I had a friend who would only make plans if I agreed to meet at their house. We’d known one another for decades but I only noticed this during plague-time. When I suggested they come to my place, they’d nod and promise to, but next time they texted, weeks, months later, the plan was always for me to go to theirs.

I explained this to myself by saying they were more worried about catching the virus, were being careful. In any case, it was nice to be invited. But as years went by I started to resent this setup. It was clear that our interactions were conditional on my accepting their terms. I had no one to blame but myself for letting this happen.

What kind of friend are you? What are your friends like? At this late date I find I need them less and less. The terms of engagement are often too much. We all get so set in our ways. It’s easier and usually better time not to even bother and just stay home.

The plague crystallized a lot of these realizations. Taking a step away from relationships that had become rote and habitual it was easier to see the defects and flaws that had been there all along. Now I find I will put up with a lot less than I did before from people I thought cared about me.

I have no doubt that some of these friends I’m thinking of came to similar conclusions about me. That the frustrations and annoyances of having me in their lives weren’t worth whatever positive there might have been. I don’t hold it against them. But I probably won’t be calling them anytime soon either.

Aging is part of it too. When it becomes clear that the time left is no longer endless you take more care in how you spend it. I have a few things left I’d like to do before I’m done and sitting bored sipping a drink I don’t even want on somebody else’s couch takes away from that.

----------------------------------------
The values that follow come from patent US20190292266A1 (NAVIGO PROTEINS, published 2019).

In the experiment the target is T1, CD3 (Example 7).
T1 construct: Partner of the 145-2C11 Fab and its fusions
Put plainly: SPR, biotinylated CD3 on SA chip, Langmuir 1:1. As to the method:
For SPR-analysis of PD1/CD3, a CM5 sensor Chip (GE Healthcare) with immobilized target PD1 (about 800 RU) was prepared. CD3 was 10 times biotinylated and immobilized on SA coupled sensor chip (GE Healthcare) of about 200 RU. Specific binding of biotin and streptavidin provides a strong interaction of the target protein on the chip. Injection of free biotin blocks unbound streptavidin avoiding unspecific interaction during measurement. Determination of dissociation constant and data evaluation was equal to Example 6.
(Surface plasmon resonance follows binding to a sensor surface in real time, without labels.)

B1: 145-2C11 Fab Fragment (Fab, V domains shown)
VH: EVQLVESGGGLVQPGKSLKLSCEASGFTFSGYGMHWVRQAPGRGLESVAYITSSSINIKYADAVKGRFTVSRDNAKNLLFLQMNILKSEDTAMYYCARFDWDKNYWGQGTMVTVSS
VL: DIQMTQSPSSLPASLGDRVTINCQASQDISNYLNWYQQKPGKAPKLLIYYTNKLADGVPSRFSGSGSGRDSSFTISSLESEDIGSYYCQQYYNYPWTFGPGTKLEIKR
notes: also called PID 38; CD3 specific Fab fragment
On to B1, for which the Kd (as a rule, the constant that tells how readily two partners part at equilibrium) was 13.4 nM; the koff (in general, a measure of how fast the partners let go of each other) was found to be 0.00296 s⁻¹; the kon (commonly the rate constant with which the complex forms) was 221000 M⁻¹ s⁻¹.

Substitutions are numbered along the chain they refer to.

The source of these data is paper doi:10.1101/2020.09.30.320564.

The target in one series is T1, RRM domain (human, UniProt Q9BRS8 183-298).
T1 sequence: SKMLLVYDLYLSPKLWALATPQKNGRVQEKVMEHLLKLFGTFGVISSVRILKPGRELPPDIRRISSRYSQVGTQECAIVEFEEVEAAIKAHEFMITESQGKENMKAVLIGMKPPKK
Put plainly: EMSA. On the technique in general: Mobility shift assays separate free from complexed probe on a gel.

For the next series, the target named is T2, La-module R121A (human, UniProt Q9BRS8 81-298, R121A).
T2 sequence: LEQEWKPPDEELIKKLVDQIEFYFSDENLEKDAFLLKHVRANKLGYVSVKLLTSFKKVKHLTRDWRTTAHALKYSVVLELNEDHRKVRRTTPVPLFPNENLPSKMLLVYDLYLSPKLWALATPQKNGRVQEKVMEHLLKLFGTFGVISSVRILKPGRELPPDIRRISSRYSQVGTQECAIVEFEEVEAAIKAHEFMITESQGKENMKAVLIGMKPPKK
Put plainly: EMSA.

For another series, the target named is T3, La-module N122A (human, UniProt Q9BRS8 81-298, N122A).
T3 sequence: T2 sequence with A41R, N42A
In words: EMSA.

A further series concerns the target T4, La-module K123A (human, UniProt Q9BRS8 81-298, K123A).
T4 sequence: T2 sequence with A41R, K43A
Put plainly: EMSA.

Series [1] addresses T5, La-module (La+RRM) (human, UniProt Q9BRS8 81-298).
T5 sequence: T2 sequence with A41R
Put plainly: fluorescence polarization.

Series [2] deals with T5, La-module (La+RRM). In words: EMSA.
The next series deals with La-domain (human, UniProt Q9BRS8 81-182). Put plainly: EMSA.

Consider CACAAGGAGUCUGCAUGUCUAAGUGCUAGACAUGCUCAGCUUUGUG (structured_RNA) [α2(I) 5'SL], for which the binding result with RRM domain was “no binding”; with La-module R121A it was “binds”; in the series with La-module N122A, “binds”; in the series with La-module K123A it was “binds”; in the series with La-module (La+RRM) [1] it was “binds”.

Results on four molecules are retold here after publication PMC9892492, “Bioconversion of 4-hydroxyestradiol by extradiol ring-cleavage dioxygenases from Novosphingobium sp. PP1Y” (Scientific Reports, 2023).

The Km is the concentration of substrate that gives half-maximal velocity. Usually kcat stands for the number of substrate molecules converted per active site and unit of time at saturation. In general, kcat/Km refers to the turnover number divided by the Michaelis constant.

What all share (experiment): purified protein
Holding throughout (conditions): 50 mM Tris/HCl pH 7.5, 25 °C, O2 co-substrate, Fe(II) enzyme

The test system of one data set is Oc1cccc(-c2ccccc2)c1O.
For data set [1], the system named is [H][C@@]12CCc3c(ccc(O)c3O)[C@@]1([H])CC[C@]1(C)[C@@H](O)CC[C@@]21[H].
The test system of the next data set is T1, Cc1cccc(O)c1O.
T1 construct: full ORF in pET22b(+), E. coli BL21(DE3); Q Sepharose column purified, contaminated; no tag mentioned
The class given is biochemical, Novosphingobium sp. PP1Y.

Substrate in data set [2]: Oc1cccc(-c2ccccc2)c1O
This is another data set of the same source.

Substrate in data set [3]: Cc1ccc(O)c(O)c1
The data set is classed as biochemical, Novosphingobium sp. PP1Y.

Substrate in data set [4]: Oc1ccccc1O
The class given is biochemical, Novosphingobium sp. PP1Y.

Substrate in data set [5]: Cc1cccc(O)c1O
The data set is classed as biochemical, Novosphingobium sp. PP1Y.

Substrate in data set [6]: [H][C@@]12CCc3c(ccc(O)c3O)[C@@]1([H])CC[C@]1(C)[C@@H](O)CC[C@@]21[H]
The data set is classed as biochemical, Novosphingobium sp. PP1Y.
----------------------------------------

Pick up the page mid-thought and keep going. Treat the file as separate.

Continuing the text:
It’s all the more special when I meet up with someone I care about and we have a good talk or a meal. That feeling of being met, if not halfway, then at least part-way, is rare and precious. It means a lot to be valued on my own terms. It doesn’t happen much.

I’m no hero or martyr but I’m also not that thirsty a flower. I don’t need much from others. I’ve lost friends over a single unresponded-to text. The same ones who ignore messages for weeks at a time. I don’t believe there’s such a thing as equality in any relationship, there’s always an imbalance of affection and of power, but if one side of the seesaw is always up, the one holding it down will grow tired and will get up and leave.

If they have any self-respect.

Don’t worry, I wasn’t talking about you.

—Listen to my talk with Mat Daly then tune in Wednesday for one with Jake Austen, of Rocktober and Chic-a-Go-Go fame. Mallory and I discuss a really shitty zombie movie she made me watch.

—I made you a playlist called “The Worst Thing You Can Do For Your Health“.